By Ibrahim Dogus
Turkey’s welcoming of Syrian refugees was an almost unparalleled act of human decency. But like everything in the country, it has been politicised.
Turkey has become home to the biggest number of refugees in the world. This is a remarkable turnaround for a country that, upon signing the 1951 UN Refugee Convention, insisted it only be legally obliged to take those fleeing “events occurring Europe”. Fast forward more than 60 years and it is likely that there are more Syrian refugees in Istanbul than there are in the European Union. Turkey, once reluctant to become drawn into the crises of its Middle Eastern neighbours, has led the humanitarian response to the catastrophe in Syria. In contrast to Europe…
As of 15 June 2017, there were 3,049,879 Syrian refugees registered in the country, with the unofficial figure likely to be much higher. Less than 10 per cent of these are hosted in the refugee camps. The rest have made their home in the bigger cities along the Syrian border in the south east, such as Urfa and Kilis, or in the countries large urban centres of Istanbul, Ankara and Izmir.
When Syrians first started fleeing to safety across the border in June 2011, the Turkish government was still operating under the assumption that the Assad regime would follow that of Mubarak in Egypt and be swept away by the democratic wave sweeping the Arabic region.
Sympathetic to their aspirations, and confident that it would not have to wait long, the ruling Justice and Development party welcomed persecuted Syrians not as refugees, but as people under their “temporary protection”. Syrians were granted free access to healthcare and interim education centres were set up to ensure that displaced children would not miss out on too much of their schooling.
In retrospect, Turkey’s welcoming of Syrian refugees is an almost unparalleled act of human decency, and one for which the Turkish government and citizens derives much credit. But the truth is that the eventual scale and magnitude of the Syrian refugee crisis caught officials in Ankara by surprise. The result has been an ad hoc set of paternalist policies, with Syrians relying on the goodwill of the government, but state institutions struggling to cope.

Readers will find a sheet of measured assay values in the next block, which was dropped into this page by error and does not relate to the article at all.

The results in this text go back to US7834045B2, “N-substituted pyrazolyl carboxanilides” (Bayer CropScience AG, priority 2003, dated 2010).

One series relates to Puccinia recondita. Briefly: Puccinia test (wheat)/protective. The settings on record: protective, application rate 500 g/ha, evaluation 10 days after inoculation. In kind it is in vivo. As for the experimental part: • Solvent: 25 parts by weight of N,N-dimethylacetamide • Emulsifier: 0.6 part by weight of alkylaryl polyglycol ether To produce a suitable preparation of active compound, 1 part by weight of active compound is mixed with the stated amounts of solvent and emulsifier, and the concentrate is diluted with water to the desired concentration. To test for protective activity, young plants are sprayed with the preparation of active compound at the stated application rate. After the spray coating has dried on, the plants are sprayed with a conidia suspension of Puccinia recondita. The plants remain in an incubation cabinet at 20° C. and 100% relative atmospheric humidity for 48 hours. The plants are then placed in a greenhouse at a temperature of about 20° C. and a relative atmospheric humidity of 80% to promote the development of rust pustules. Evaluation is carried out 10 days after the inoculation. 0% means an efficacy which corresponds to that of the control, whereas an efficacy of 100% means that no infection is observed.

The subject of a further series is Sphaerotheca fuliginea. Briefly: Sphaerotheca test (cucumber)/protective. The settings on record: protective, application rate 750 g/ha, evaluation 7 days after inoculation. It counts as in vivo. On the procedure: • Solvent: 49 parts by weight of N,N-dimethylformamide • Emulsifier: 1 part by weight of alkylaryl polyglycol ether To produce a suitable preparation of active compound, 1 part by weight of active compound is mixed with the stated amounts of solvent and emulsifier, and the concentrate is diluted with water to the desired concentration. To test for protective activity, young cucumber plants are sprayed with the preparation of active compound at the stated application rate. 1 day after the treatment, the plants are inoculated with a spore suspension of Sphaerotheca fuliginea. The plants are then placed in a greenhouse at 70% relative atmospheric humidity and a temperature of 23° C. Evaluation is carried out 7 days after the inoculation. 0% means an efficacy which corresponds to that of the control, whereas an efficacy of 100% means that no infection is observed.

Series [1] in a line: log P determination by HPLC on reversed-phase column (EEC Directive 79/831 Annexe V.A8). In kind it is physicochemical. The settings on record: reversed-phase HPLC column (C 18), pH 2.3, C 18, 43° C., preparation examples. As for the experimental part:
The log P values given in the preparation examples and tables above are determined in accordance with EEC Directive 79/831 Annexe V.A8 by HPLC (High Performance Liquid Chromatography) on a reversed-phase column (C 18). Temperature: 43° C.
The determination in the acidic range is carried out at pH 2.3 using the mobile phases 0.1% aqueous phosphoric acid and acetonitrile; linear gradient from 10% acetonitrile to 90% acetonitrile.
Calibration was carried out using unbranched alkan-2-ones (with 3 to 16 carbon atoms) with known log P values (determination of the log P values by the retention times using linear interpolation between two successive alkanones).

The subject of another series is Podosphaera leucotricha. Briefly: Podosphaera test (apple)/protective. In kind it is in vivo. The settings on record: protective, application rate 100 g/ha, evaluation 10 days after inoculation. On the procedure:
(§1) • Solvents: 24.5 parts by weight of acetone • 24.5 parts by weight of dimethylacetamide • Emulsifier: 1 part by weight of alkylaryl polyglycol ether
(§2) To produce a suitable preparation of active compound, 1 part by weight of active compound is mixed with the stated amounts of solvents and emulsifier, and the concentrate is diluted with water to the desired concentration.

Caught in limbo, the Syrian population is forced to exist in a legal grey area. Syrians' rights under the temporary protection status were only guaranteed by law in 2014, and could technically still be withdrawn. And although a small number of work permits are now being issued, most Syrians essentially still have no right to work in Turkey.
Instead, the vast majority are forced to find work through other means. Exploitation is rife, with upwards of 300,000 Syrian children estimated to be engaged in some form of informal work. And there are growing reports of forced marriages, often with men taking on a second (illegal) Syrian wife.
This has caused tension with existing communities in Turkey, who often perceive Syrian refugees to be undercutting local wages and receiving unfair access to services. There have been a growing number of violent incidents, particularly in the last couple of weeks.
In Istanbul, a man was stabbed after reports that a young Syrian man had cat-called a Turkish woman, with riot police using tear gas to stop further violence. In the city of Samsun, two Syrian men were nearly lynched after allegedly taking pictures of women sunbathing on a beach.
Antipathy towards Syrians in Turkey is fuelled in part by rumour and suspicion. But in Turkey’s polarised political climate, all sides tend to view decisions as having an ulterior motive. The government’s decision to take in Syrian refugees is no different, and has become a channel for social as well as economic anxiety.
Secularists and Alevis share concerns about the implications of what some regard as an influx of pious Sunnis. Turkish nationalists are uncomfortable with a growing Arabic influence in the country. And some Kurdish commentators have accused the government of seeking to alter the demographics in Turkey’s south east, where the Kurdish political movement is most powerful.
All accuse the government of seeking political gain, particularly after the prospect of giving Syrians full citizenship and voting rights was raised during the recent constitutional referendum. And there are certainly those within the Justice and Development Party who see themselves as the leaders of people beyond Turkey’s boundaries, and would now happily consider Syrian’s to be within their natural constituency.
But this is only one side of the story. Yes, there is widespread cynicism at the government, but this is balanced by empathy and understanding for the Syrians themselves. Turkey’s beleaguered civil society is working hard to fill the gaps left by the government, with women’s organisations in particular playing a vital role. And there are countless stories of ordinary Turkish and Kurdish people partaking in quiet acts of kindness, such as giving up their front rooms to Syrian families.
The Anatolian region has always been home to a plurality of intersecting communities, and has been shaped by a tragic history of displaced peoples itself. Be it the population exchanges that followed the First World War or the hundreds of thousands of Kurds who have been internally displaced by conflict. The Syrian community will just be the latest to leave its mark on society in Turkey.